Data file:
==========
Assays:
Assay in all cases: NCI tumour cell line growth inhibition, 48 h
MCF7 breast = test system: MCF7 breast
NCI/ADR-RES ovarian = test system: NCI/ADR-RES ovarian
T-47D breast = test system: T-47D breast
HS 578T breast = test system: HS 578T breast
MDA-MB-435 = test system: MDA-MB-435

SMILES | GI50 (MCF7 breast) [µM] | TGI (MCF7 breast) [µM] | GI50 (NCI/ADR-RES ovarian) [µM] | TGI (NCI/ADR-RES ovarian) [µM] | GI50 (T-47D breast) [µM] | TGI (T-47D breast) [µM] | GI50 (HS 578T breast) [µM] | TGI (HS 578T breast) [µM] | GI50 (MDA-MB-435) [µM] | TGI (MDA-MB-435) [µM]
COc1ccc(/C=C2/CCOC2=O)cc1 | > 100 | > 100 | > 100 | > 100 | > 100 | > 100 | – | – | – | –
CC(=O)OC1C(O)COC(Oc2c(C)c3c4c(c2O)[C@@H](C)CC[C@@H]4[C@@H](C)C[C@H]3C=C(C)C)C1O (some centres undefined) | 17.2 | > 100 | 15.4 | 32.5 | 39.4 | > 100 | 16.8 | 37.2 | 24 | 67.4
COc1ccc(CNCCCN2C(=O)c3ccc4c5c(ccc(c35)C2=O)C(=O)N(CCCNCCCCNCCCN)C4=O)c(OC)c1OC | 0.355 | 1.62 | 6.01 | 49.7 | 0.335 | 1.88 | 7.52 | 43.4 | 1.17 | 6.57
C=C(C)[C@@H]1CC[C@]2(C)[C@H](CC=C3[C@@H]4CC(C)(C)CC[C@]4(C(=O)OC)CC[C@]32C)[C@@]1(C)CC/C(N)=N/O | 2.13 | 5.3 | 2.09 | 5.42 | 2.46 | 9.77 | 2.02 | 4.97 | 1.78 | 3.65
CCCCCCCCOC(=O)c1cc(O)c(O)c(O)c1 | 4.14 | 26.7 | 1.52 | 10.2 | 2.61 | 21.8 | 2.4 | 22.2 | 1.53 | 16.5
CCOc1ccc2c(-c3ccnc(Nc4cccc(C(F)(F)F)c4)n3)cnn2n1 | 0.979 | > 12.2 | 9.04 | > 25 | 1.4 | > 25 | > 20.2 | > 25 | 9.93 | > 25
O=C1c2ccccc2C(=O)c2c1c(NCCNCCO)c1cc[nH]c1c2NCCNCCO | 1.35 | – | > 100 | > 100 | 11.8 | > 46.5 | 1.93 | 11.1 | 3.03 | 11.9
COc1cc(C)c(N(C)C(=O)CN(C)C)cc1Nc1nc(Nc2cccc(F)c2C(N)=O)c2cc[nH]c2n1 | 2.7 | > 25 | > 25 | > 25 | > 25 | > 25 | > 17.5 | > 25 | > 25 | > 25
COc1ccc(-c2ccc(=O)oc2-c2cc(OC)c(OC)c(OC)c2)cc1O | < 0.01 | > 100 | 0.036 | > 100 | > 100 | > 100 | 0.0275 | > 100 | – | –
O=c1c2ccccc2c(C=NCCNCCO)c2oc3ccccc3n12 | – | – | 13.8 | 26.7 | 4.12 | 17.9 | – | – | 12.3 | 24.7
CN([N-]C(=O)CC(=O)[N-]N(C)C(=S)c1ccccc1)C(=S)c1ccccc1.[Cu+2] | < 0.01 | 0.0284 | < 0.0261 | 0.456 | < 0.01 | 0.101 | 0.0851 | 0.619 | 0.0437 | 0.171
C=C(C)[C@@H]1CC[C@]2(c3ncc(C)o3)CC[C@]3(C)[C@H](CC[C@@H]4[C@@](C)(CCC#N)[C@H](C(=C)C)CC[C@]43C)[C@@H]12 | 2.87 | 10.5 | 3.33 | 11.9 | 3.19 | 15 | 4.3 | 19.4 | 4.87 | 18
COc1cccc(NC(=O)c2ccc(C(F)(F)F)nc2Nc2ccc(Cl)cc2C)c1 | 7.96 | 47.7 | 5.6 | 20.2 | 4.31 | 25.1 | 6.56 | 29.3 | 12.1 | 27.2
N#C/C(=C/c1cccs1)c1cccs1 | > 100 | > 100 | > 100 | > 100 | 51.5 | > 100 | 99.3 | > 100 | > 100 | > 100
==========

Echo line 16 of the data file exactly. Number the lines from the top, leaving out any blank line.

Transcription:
COc1cc(C)c(N(C)C(=O)CN(C)C)cc1Nc1nc(Nc2cccc(F)c2C(N)=O)c2cc[nH]c2n1 | 2.7 | > 25 | > 25 | > 25 | > 25 | > 25 | > 17.5 | > 25 | > 25 | > 25